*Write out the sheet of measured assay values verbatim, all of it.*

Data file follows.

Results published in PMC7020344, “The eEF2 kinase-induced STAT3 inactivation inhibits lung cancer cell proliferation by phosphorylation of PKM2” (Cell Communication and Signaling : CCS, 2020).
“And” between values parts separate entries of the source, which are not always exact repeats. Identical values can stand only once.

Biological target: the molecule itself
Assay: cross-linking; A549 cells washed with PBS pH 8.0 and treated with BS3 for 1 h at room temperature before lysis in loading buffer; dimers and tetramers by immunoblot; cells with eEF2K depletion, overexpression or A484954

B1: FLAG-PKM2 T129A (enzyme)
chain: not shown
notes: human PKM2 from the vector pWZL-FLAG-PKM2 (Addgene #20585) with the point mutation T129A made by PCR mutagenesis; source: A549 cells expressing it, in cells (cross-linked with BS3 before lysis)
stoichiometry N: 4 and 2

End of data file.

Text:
Results published in PMC7020344, “The eEF2 kinase-induced STAT3 inactivation inhibits lung cancer cell proliferation by phosphorylation of PKM2” (Cell Communication and Signaling : CCS, 2020).
“And” between values parts separate entries of the source, which are not always exact repeats. Identical values can stand only once.

Biological target: the molecule itself
Assay: cross-linking; A549 cells washed with PBS pH 8.0 and treated with BS3 for 1 h at room temperature before lysis in loading buffer; dimers and tetramers by immunoblot; cells with eEF2K depletion, overexpression or A484954

B1: FLAG-PKM2 T129A (enzyme)
chain: not shown
notes: human PKM2 from the vector pWZL-FLAG-PKM2 (Addgene #20585) with the point mutation T129A made by PCR mutagenesis; source: A549 cells expressing it, in cells (cross-linked with BS3 before lysis)
stoichiometry N: 4 and 2